Plan to build detention unit opposed Delegate critical of state proposal

December 02, 1992|By Kerry O'Rourke | Kerry O'Rourke,Staff Writer

Also, articles in the Carroll edition on Dec. 2 and Nov. 27 should have said that Springfield Hospital Center houses about 450 mentally ill people.

The Baltimore Sun regrets the errors.

A Carroll state delegate and a Carrolltowne resident said last night they oppose a plan to build a juvenile detention center at Springfield Hospital Center in Sykesville.

"We have our share of prisoners," Del. Richard N. Dixon, D-Carroll, said. "Other areas need to bear part of the burden. I think that's reasonable."

FOR THE RECORD - CORRECTION

The state yesterday proposed building an 80-bed juvenile detention center on hospital grounds to house juveniles from the Charles H. Hickey Jr. School in Baltimore County who are awaiting trial.

"South Carroll surely is a dumping ground for all the state's problems," said resident Kathy Horneman, who is leading a fight stop the transfer of 18 violent mentally retarded patients from the Rosewood Center in Owings Mills to Springfield.

"The state does not have a good track record with managing the Hickey School," she added, referring to recent escapes from the school.

Mr. Dixon said Carroll already has two facilities for juvenile offenders -- the Bowling Brook Boys Home in Middleburg and the Thomas O'Farrell Youth Center in Marriottsville -- and most of the youth at the facilities are not from Carroll.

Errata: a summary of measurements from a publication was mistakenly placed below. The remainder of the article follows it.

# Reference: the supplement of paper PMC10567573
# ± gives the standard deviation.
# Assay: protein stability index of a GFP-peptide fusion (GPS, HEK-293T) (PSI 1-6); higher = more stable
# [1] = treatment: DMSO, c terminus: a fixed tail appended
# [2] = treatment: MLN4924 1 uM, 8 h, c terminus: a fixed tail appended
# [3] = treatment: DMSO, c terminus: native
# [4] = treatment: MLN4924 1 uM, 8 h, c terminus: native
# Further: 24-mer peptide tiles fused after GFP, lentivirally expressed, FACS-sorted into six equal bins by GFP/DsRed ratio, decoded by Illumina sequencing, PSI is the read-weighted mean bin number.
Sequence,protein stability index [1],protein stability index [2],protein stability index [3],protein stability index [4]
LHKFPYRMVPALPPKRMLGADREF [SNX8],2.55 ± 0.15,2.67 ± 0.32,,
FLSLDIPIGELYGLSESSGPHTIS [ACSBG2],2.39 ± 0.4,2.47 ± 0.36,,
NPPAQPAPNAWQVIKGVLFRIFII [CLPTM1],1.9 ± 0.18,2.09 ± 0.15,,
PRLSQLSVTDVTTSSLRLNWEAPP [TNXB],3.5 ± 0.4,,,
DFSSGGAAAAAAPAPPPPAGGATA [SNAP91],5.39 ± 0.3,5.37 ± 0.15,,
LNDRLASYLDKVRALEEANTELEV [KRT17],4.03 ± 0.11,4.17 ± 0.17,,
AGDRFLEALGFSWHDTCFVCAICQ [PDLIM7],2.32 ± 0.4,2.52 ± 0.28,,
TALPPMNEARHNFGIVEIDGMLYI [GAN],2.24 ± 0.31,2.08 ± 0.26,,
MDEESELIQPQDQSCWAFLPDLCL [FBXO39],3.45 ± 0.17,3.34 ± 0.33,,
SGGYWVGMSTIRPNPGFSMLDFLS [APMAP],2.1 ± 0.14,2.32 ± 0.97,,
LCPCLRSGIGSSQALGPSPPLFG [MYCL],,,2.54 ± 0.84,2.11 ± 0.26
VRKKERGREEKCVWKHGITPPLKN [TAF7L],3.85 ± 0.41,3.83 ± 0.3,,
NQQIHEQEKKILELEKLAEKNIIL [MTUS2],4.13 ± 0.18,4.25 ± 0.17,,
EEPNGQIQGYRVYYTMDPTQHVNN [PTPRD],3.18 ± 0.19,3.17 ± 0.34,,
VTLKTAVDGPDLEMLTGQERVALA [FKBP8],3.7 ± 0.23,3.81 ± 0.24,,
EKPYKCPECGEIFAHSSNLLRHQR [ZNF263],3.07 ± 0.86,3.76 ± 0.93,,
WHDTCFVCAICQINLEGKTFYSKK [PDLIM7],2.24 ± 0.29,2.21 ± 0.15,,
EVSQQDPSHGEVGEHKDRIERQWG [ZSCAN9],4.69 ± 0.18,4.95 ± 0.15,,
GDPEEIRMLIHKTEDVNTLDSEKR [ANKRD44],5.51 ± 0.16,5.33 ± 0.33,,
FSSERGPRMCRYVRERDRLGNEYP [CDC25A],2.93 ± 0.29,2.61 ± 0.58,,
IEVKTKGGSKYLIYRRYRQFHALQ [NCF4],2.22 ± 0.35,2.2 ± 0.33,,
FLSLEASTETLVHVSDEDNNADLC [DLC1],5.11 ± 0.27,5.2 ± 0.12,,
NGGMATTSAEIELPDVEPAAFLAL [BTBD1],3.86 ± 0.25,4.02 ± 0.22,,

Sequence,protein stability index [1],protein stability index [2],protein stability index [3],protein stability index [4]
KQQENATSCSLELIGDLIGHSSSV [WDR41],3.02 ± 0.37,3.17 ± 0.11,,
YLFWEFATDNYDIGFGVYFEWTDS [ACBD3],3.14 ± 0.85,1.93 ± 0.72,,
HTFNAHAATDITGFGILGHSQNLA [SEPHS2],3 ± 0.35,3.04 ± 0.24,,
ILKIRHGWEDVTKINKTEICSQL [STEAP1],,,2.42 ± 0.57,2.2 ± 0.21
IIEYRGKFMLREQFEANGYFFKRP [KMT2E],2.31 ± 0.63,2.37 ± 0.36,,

Springfield, which houses about 300 mentally ill people, also has the Central Laundry Facility (used by the state prison system), he said.

Detention facilities should be built closer to the areas where most of the offenders come from, such as Prince George's and Baltimore counties, Mr. Dixon said.

Sykesville Mayor Lloyd R. Helt said last night that he wished state officials would tell local residents about their plans before the residents read it in the newspapers.

"It's ridiculous not to tell people what's going on," he said.

Sykesville is "a company town" for Springfield, Mr. Helt said, adding that he would not automatically be opposed to new programs at the hospital if he knew more details about them and about planned security for them.

The state owns a lot of property in Sykesville and there are many empty buildings at Springfield, he said. "The temptation is to put something there," Mr. Helt said.

Mrs. Horneman said 30 residents have formed the South Carroll Community Coalition because they have been disappointed in elected officials' responses to their concerns about Rosewood patients being transferred to Springfield.

Members, who represent about 20,000 people, plan to keep officials informed about their concerns on a number of issues, she said.

Baltimore Sun Articles
|
|
|
Please note the green-lined linked article text has been applied commercially without any involvement from our newsroom editors, reporters or any other editorial staff.